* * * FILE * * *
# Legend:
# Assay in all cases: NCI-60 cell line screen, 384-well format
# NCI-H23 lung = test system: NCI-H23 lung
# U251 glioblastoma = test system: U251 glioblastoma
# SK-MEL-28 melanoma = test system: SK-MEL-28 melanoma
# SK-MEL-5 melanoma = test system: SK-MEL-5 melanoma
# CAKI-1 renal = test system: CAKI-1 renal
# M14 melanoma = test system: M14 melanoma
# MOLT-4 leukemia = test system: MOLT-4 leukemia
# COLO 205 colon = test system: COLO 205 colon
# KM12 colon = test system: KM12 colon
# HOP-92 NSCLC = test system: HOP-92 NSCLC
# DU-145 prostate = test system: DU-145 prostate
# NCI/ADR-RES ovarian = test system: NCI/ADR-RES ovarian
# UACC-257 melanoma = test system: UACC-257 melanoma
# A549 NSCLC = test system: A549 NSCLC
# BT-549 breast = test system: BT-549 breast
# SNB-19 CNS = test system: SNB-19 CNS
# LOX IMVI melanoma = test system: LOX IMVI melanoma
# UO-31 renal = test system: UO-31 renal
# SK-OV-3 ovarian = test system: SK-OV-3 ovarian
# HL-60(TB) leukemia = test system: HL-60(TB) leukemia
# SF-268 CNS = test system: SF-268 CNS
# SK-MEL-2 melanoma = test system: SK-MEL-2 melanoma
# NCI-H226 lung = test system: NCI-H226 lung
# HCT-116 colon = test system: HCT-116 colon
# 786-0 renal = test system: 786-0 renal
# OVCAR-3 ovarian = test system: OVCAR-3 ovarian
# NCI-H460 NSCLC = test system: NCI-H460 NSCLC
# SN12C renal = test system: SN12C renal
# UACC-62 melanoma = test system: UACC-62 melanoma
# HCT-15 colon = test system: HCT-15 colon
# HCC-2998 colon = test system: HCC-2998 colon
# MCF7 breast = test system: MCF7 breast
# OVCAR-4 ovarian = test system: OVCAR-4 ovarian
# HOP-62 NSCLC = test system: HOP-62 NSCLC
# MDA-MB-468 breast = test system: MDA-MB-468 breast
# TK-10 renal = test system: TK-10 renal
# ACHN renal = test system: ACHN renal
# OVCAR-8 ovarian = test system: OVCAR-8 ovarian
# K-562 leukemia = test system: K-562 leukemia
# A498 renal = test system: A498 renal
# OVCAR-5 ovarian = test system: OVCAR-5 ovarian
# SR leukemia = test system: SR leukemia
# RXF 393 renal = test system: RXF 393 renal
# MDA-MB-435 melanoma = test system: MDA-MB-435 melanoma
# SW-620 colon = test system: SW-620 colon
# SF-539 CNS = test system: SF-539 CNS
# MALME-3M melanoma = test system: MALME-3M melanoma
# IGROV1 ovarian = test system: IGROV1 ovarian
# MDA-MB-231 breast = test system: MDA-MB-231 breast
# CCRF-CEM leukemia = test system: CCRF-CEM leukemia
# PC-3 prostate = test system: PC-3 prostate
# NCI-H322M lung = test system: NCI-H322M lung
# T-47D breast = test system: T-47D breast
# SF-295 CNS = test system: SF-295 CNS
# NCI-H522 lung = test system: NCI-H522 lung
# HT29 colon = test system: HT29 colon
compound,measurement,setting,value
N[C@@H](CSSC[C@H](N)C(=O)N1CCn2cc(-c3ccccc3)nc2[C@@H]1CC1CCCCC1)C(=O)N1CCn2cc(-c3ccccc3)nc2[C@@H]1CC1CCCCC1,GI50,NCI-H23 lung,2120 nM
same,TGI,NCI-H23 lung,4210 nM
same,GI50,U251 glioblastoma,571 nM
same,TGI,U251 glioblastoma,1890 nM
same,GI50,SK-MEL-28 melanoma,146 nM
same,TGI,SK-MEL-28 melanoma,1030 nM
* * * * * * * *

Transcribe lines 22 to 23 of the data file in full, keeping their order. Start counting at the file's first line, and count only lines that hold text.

# HL-60(TB) leukemia = test system: HL-60(TB) leukemia
# SF-268 CNS = test system: SF-268 CNS